Works Cited
"Animal Law." The Early History of Animal Rights Extremism. Understanding Animal Research, 18 Nov. 2014. Web. 03 Mar. 2016.
"Animal Rights Extremism." Speaking of Research. 2009. Web. 10 Mar. 2016.  
"Ecoterrorism: Extremism in the Animal Rights and Environmentalist Movements." Ecoterrorism: Extremism in the Animal Rights and Environmentalist Movements. Web. 11 Mar. 2016.
"Emmeline Pankhurst (1858-1928)." BBC News. BBC, n.d. Web. 25 Feb. 2016.
“Extremism”. Dictionary.com Unabridged. Random House, Inc. 23 Feb. 2016.
    <Dictionary.com http://dictionary.reference.com/browse/extremism>.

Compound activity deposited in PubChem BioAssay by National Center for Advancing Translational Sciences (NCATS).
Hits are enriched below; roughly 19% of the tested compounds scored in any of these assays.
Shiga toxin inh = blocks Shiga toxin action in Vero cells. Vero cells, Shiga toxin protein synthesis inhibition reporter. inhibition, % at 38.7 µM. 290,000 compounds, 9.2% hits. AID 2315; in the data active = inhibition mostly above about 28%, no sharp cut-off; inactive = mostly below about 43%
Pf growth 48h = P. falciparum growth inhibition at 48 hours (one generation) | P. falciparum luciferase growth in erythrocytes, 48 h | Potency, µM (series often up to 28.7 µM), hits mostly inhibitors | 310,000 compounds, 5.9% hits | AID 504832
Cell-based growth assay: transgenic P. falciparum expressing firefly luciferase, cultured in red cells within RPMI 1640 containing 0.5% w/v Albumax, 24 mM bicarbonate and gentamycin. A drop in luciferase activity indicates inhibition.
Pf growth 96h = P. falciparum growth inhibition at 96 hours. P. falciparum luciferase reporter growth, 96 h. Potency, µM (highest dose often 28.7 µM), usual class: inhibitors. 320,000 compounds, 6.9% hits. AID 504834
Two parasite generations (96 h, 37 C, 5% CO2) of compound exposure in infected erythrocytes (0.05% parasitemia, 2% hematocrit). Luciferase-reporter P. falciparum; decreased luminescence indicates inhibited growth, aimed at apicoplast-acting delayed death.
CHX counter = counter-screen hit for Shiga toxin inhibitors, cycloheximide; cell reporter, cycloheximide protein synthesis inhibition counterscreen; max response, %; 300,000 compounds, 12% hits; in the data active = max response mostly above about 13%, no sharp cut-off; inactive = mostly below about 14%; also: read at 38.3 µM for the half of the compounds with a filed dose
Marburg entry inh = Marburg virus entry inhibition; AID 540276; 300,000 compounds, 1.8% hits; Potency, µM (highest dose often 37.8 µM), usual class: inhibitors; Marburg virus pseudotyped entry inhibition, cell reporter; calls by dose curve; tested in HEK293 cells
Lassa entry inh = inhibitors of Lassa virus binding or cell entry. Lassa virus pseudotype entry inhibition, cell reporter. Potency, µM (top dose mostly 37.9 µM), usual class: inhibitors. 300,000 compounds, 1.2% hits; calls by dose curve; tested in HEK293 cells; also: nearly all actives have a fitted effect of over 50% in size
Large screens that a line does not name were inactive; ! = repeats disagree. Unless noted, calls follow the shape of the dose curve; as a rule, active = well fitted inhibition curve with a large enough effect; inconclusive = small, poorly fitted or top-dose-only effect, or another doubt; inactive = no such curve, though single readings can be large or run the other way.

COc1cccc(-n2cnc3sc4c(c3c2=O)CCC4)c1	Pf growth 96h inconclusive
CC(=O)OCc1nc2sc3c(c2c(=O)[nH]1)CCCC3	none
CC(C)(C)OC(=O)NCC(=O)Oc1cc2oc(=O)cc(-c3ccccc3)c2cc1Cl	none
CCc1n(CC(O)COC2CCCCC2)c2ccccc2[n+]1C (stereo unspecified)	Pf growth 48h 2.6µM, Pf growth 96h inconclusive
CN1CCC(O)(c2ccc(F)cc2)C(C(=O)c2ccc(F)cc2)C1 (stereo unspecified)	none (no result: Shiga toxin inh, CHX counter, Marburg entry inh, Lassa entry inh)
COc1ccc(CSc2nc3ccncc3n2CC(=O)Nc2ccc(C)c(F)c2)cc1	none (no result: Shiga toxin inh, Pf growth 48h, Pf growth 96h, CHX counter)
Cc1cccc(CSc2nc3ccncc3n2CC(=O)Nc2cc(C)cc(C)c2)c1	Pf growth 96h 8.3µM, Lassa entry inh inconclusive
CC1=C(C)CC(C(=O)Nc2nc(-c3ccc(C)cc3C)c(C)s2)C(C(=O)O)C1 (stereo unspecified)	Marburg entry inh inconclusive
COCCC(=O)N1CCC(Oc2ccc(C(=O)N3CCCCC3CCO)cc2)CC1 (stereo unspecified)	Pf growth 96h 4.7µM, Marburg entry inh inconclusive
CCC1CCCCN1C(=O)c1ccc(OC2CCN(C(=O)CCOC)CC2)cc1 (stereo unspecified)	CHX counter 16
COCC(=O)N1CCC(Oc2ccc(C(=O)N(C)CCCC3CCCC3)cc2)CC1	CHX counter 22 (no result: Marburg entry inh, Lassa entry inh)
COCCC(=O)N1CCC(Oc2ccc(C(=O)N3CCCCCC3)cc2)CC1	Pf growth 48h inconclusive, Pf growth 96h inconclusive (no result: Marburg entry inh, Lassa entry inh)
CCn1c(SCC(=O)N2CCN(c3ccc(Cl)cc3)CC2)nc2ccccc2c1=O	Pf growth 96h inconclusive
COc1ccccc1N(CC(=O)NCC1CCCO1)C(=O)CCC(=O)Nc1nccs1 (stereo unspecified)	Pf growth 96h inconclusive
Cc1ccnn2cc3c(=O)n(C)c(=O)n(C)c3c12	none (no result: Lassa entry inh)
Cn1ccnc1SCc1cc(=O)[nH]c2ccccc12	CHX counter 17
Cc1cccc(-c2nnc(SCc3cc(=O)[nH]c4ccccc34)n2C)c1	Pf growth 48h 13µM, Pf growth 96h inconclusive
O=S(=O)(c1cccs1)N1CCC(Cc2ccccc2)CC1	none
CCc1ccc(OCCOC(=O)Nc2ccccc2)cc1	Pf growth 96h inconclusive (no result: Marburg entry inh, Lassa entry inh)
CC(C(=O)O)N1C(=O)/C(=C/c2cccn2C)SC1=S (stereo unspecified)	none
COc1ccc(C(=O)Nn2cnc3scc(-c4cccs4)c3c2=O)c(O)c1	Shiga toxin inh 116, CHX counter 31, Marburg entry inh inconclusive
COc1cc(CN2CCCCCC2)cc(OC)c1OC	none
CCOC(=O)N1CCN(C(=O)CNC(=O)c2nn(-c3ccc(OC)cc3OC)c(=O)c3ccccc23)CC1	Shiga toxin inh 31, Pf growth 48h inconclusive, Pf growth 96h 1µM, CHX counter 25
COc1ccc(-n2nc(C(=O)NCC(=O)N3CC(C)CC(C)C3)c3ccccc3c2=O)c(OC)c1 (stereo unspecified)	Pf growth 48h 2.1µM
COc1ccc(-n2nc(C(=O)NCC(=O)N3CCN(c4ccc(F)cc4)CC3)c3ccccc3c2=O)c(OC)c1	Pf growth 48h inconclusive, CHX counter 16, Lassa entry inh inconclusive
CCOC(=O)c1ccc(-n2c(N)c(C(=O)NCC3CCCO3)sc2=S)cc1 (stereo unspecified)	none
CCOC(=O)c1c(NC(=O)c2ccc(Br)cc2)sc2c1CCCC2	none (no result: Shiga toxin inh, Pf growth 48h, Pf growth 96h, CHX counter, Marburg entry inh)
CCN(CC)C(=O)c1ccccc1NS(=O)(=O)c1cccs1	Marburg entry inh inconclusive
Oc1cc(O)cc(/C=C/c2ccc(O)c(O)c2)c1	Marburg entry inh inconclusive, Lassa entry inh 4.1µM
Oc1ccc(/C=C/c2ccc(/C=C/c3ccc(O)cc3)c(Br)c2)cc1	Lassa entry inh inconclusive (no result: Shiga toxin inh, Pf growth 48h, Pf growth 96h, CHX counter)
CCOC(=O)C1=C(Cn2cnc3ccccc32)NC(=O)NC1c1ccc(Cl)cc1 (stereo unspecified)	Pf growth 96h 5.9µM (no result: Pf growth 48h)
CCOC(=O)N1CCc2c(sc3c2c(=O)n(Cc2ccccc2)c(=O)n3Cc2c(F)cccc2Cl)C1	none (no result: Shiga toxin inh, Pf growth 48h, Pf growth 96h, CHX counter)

"The Fight for Women’s Suffrage." History.com. A&E Television Networks, 2009. Web. 06 Feb. 2016.
Hogenboom, Melissa. "Were Extreme Suffragettes Regarded as Terrorists? - BBC News." BBC News. N.p., n.d. Web. 25 Feb. 2016.
Manners Smith, Karen. "Women's Social and Political Union (WSPU) | British Organization." Encyclopedia Britannica Online. Encyclopedia Britannica. Web. 25 Feb. 2016.
Walls, David. "Animal Rights Movement." - Sonoma State University. Sonoma State University, 9 Nov. 2014. Web. 03 Mar. 2016.
"Women's Suffrage Movement | HistoryNet." HistoryNet. N.p., n.d. Web. 23 Feb. 2016.
Van Wingerden, Sophia A. The Women's Suffrage Movement in Britain, 1866-1928. Houndmills, Basingstoke, Hampshire: Macmillan, 1999. Print.